General enquiries: please use this number if you are a member of the public 030 3444 0000 In January 2015, Blackpool city council received a £2 million CCF grant towards the “Lightpool” project to deliver a radical transformation of the iconic Blackpool Illuminations, creating a compelling new visitor experience and a major boost to the local economy. The project is forecast to have increased visitor numbers by 2.6 million. Barrow-in-Furness has also benefitted from multiple rounds of coastal communities funding which has completely revolutionised business support in the coastal area from north of Millom across the Furness peninsula to Grange.This has included: Amble – the seafood town – Northumberland. Northumberland county council was awarded a £1.8 million CCF grant in 2014 to improve the economy of Amble through infrastructure works to transform the town into a visitor destination promoting seafood, attracting new visitors and creating jobs. The project has provided two new restaurants, improved facilities incorporating a Harbour Village with retail space, and enhanced access along the shore. I’m delighted to announce that applications are now open for the next round of the Coastal Communities Fund. Coastal Communities up and down the country from Barrow-in-Furness to Brighton have been boosted by this funding which has spurred inward investment, sustainable growth, new jobs and exciting economic opportunities for local businesses. By 2020, we’ll have invested nearly a quarter of a billion pounds in our seaside areas, providing thousands of jobs, training places and opportunities along the Great British Coast. Please use this number if you are a journalist wishing to speak to Press Office 0303 444 1209 The Coastal Communities Fund (CCF) supports the economic transformation of UK coastal communities by giving funding to create sustainable economic growth and jobs.Since 2012, the government’s CCF has awarded grants to 295 projects across the UK, totalling over £174 million. Analysis shows this has been money well spent, with every £1 invested having the potential to create an up to £8 boost to our coastal economies. Successful projects have included: Multi-million pound funding to transform the UK’s coastal communities through investment in jobs, skills and local businesses opened for bids today (26 February 2018) announced Coastal Communities Minister, Jake Berry.500 new businesses supporting 5,500+ plus jobs have been created thanks to the government’s Coastal Communities Fund.The opening of the next £40 million round of applications was announced by Coastal Communities Minister, Jake Berry, while visiting Barrow-in-Furness to see first hand how the fund has delivered major economic benefits for the Cumbrian town and wider coastal area.Coastal Communities Minister, Jake Berry, said: Cornwall council receiving a £1.95 million grant in 2014 to repair and re-launch the Grade II Listed Art Deco ‘Jubilee Pool’ in Penzance to create an all year round visitor attraction sustaining existing jobs and creating new positions (including much needed apprenticeships in an area with higher than average youth unemployment). Media enquiries If your enquiry is related to COVID-19 please check our guidance page first before you contact us – https://www.gov.uk/guidance/coronavirus-covid-19-guidance-for-local-government.If you still need to contact us please use the contact form above to get in touch, because of coronavirus (COVID-19). If you send it by post it will not receive a reply within normal timescale. 2 Marsham StreetLondonSW1P 4DF Contact form https://forms.communit… Office address and general enquiries Social media – MHCLG Further informationProspective applicants for round 5 of the Coastal Communities Fund can access the full guidance to submitting their application on GOV.UK.Funding for round 5 will cover the period 2019-20 to 2020-21 with funds becoming available from April 2019.We are also looking to fund a small number of revenue projects which are ‘ready to go’ and can be fast tracked. Successful fast-track projects will be announced in summer 2018 and we will expect them to be able to start quickly. Email [email protected] The Tate St Ives was awarded a £3.87 million grant in 2015 to refurbish and extend the Tate Gallery in St Ives. The new facilities include a new apse gallery connecting the existing gallery to the new extension; a new suite of learning and event spaces; increased capacity for visitors in the reception, cloakrooms, café, new exhibition space, staff accommodation and training space. £900,000 in CCF round 1 (2012) being granted to Furness Enterprise Limited to create an innovation network which seamlessly connects local businesses with each other to streamline their supply chains. The funds also supported marketing of key sites, formation of 70 new start-up businesses and help to SMEs in providing training opportunities for unemployed residents to gain the skills they need to find a permanent job. £865,000 in CCF round 3 (2015) to Furness Enterprise Limited to accelerate regeneration in Barrow and the surrounding areas by strengthening supply chains and transforming skills as well as attracting inward investment and helping to provide specialist businesses support to local companies to up-skill and grow. A pilot scale internship scheme placing young people in high tech firms. This led to the OGDEN Trust agreeing to fund 60 placements from 2018 to 2020. Participation in the Manufacturing Forum and revolutionary proposals for a pan-Northern supply chain initiative connecting Northern businesses with manufacturers and service providers A new Furness Energy Forum bringing local businesses together to capitalise on energy supplier opportunities £444,000 in CCF round 4 (2017) to Barrow and Furness Coastal Communities Team to transform visitor facilities on Walney Island and covert an old, derelict built into a community run visitor hub. Twitter – https://twitter.com/mhclgFlickr – http://www.flickr.com/photos/mhclgLinkedIn – http://www.linkedin.com/company/mhclg
When presidential hopeful Donald Trump visits New Orleans, LA this Friday, March 4th, he’ll have some very loud company. A new group, calling themselves Trumpets Trump Drumpf, are planning a second line parade to correspond with the Trump rally at Landmark Aviation tomorrow afternoon.The name is a reference to a recent clip aired on Last Week Tonight With John Oliver, where the host points out that Donald Trump’s family changed their name to Drumpf. If you haven’t watched this top-notch piece of journalism from Oliver, tune in below:“We as musicians feel Donald Trump is the ultimate salesman,” says saxophonist Quay Frazier in an interview with OffBeat. “We refuse to be sold blanket statements and lies. People are angry because their wages have not risen in a generation, and they’re looking for a way out. Donald Trump is trying to capture this anger by putting the blame on Mexicans, Muslims, African-Americans, etc, but America is about love and was built by people of all shades and colors. Our music does not discriminate. Our mission is to trump Drumpf with trumpets, to overpower his hate speech with music of love. Let’s show him how it’s done!”More about the second line can be found here. Louisiana primaries are held this Saturday, March 5th, so be sure to get out and vote![H/T OffBeat]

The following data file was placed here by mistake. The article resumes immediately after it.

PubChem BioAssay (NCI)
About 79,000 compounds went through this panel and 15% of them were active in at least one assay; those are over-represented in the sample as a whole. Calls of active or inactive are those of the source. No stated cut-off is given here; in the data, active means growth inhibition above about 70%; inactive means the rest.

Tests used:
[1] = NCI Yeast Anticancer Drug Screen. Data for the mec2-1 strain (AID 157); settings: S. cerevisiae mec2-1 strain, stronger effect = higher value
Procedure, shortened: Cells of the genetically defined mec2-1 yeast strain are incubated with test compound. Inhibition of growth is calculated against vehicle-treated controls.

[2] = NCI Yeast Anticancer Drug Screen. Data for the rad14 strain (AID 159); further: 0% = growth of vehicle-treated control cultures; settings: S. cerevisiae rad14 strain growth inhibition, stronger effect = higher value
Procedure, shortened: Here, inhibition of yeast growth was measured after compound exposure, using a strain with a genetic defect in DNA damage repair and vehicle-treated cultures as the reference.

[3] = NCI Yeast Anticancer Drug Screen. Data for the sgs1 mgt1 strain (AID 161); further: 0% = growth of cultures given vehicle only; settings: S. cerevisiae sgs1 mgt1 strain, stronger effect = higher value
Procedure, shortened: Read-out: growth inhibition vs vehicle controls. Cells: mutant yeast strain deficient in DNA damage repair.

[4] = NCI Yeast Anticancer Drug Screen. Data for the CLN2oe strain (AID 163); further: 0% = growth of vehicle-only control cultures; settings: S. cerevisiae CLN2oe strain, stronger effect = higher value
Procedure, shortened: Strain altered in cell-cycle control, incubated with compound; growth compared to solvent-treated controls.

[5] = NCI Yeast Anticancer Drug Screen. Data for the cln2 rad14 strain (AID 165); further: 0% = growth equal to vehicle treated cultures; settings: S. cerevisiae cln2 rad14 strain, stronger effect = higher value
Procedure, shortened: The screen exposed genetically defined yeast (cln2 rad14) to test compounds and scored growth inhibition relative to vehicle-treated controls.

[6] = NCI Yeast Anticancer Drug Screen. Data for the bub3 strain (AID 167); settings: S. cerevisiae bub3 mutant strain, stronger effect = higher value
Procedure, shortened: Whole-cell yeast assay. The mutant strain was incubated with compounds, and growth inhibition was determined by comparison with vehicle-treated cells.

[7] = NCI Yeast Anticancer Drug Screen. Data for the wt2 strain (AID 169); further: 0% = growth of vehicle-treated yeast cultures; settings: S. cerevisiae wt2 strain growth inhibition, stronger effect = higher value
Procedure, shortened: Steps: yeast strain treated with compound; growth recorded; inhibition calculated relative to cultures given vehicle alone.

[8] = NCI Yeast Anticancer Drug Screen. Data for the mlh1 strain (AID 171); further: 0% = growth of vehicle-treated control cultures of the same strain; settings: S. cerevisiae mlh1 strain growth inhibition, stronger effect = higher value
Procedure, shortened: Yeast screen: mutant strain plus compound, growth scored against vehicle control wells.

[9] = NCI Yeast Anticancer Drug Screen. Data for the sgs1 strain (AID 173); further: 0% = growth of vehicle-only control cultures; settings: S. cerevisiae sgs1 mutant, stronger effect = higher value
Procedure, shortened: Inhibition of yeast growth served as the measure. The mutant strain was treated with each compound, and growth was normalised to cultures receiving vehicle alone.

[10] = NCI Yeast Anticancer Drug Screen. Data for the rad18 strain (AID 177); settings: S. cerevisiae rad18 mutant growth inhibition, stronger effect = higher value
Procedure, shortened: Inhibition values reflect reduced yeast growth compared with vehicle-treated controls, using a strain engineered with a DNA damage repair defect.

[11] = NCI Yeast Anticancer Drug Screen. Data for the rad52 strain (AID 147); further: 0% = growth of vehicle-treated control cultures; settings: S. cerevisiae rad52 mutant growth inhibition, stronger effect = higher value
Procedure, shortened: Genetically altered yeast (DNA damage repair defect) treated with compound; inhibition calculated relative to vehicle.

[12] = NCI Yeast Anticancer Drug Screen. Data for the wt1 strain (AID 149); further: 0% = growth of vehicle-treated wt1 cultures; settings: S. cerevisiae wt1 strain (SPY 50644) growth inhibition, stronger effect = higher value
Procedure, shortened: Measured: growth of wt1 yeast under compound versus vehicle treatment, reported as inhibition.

More Harvard officials to testify in trial challenging College’s admissions process Itzel Vasquez-Rodriguez ’17 took the stand during Harvard’s admissions trial last fall, lending her voice in support of Harvard’s use of race as one of many factors in selecting the College’s incoming class.Vasquez-Rodriguez said during her testimony in Boston’s federal courthouse that she knew from a young age that her Mexican American heritage set her apart. Her family spoke English and Spanish in their Southern California home and celebrated different holidays. She listened to different music than most of her peers. But Vasquez-Rodriguez cherished all of it because she knew herself to be the sum total of that history.“I felt like so much of my experience and so much of my perspective and world view has been colored by my ethno-racial identity, and I wanted a school that took that into consideration and that valued that — that part of myself,” she said. “Honestly, I probably would not have applied to Harvard if they didn’t take race into account. Again, I was coming from a pretty diverse area in Southern California, and I wanted to go to a school that reflected the diversity of the U.S. population and of the world population.”Upon hearing that the judge had ruled for Harvard, Vasquez-Rodriguez felt nearly vindicated.“I think it will have an impact for generations to come,” she said of the judgment. “I think this ruling and the media that is being generated around the ruling will encourage folks to really look into and understand what race-conscious policies look like, what they are, and what they are not. It shows the nation that these types of policies are something that we believe in; they are something that we are willing to defend.”Members of the Harvard and the higher education community and many participants in the trial have in recent days voiced satisfaction with last Tuesday’s ruling by U.S. District Court Judge Allison D. Burroughs. That judgment held that Harvard does not discriminate against Asian American applicants or use race as a determinative factor in admissions decisions, and that its practices line up with Supreme Court precedent. Many said the decision in the lawsuit by the group Students for Fair Admissions, Inc. (SFFA) in 2014 was an affirmation that inclusion and diversity at Harvard and at colleges and universities across the country can remain a top priority. “I felt like so much of my experience and so much of my perspective and world view has been colored by my ethno-racial identity, and I wanted a school that took that into consideration and that valued that — that part of myself.” — Itzel Vasquez-Rodriguez ’17 Final arguments in admissions suit Mortara, a partner at the Chicago- and Denver-based law firm Bartlit Beck LLP, called Burroughs a dedicated professional and an even-handed judge who “issued a bad ruling.” He criticized the earlier Supreme Court judgments cited in her decision as well as her “views of the law and inferences of the facts,” which he deemed “absurd and wrong.” He also said that some statements in the opinion were “troubling.”“The judgment of history will be very different from what came out of this very bad ruling by this very good judge,” said Mortara.Many members of the broader higher education community breathed a sigh of relief after the ruling.“The decision represents a clear and decisive victory for Harvard and will be welcomed at universities across the United States,” said Terry Hartle, senior vice president for government relations and public affairs at the American Council on Education. Ruling finds that College does not discriminate Related Admissions lawsuit enters second week Judge upholds Harvard’s admissions policy Lawyers for Harvard defend University practices, warn of dire consequences if overturned Burroughs emphasized those values in her conclusion, quoting the testimony of Ruth Simmons, former president of Brown University and current president of Prairie View A&M University. Simmons noted that as the daughter of a janitor and a maid — former sharecroppers who had limited opportunities — she understood the benefits of diversity in education and the wider world.“I’ve spoken about the conflicts in society, how deeply they run, how they resurface from time to time,” Simmons said from the stand last fall. “How can we imagine a world in which we are not creating leaders and citizens who have the capacity to mediate those differences? I cannot imagine it. And so it’s with great conviction that I say that we must continue to offer diverse undergraduate education to our young people to save our nation.”Harvard’s Dean of Admissions and Financial Aid William Fitzsimmons ’67, Ed.M. ’69, Ed.D. ’71, who has spent the past 40 years at Harvard as a member of the department that helps shape incoming classes, called Burroughs’ decision “thorough and thoughtful.” Fitzsimmons, a key witness at trial, said a diverse student body ensures Harvard undergraduates will learn as much from each other as they will from their coursework.“Certainly one of the best things about my own education at Harvard in the 1960s was the amazing amount I learned from my classmates,” said Fitzsimmons. “Today that opportunity is infinitely greater given the diversity of our students. Their wide range of economic, ethnic, cultural, and geographic backgrounds is astonishing by any standard.”Margaret Chin agrees.A Harvard graduate and professor of sociology at Hunter College and at the Graduate Center of the City University of New York, Chin also testified in Boston’s John Joseph Moakley Courthouse last fall.“I wanted to defend race-conscious admissions and speak about how important a diverse learning environment is,” she said. “A diverse and inclusive learning environment with people from all kinds of backgrounds, all kinds of neighborhoods, all kinds of experiences, was extremely important in my understanding of the world. I feel that I benefited from that exposure and my whole life since graduating in 1984 has been shaped by my Harvard experience. My research focuses on how to decrease inequality in work, community, and education.”Besides testifying, Chin also wrote a declaration for Coalition for a Diverse Harvard, one of the many student and alumni groups that filed briefs in support of the College.“The percentage of Asian Americans on campus has increased from about 7 percent in my class, to now 25 percent for the class of 2023,” said Chin. “The process is working and a holistic process that recognizes their race also recognizes their whole selves and every aspect that makes them uniquely individual.”Some, however, were less sanguine about the outcome. Harvard senior Kelley Babphavong is of Laotian and Thai descent, and has followed the case closely for the past year. She said that while she believes in diversity and equity, she sees race in college admissions currently as “more of just a visual kind of diversity” that “doesn’t get to the heart of what diversity really is for me, and that’s more economic or on an ideological basis.”“I am excited to see this case appealed, and I think it will go all the way to the Supreme Court,” said Babphavong. “I am excited to see how race is defined and how race is used in college admissions in the future.”Last Friday, SFFA filed a notice of appeal to the U.S. First Circuit Court of Appeals. A number of legal experts believe the case ultimately will be decided by the high court.At Harvard Law School on Tuesday, SFFA attorney Adam Mortara spoke about the case with Randall Kennedy, the Michael R. Klein Professor, at an event co-sponsored by the Harvard Federalist Society and the Harvard Native American Law Students Association.